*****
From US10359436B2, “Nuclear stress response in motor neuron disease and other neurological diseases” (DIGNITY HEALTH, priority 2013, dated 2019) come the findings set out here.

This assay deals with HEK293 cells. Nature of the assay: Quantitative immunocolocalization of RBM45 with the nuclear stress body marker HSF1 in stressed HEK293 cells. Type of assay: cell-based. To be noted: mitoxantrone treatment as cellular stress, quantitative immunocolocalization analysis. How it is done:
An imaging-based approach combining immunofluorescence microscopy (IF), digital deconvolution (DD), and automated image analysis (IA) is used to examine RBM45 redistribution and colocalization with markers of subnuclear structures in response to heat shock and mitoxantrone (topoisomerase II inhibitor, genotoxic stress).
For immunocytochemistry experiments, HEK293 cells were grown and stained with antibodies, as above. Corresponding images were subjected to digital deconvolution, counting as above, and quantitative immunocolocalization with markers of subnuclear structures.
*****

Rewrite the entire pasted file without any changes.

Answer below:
From US10359436B2, “Nuclear stress response in motor neuron disease and other neurological diseases” (DIGNITY HEALTH, priority 2013, dated 2019) come the findings set out here.

This assay deals with HEK293 cells. Nature of the assay: Quantitative immunocolocalization of RBM45 with the nuclear stress body marker HSF1 in stressed HEK293 cells. Type of assay: cell-based. To be noted: mitoxantrone treatment as cellular stress, quantitative immunocolocalization analysis. How it is done:
An imaging-based approach combining immunofluorescence microscopy (IF), digital deconvolution (DD), and automated image analysis (IA) is used to examine RBM45 redistribution and colocalization with markers of subnuclear structures in response to heat shock and mitoxantrone (topoisomerase II inhibitor, genotoxic stress).
For immunocytochemistry experiments, HEK293 cells were grown and stained with antibodies, as above. Corresponding images were subjected to digital deconvolution, counting as above, and quantitative immunocolocalization with markers of subnuclear structures.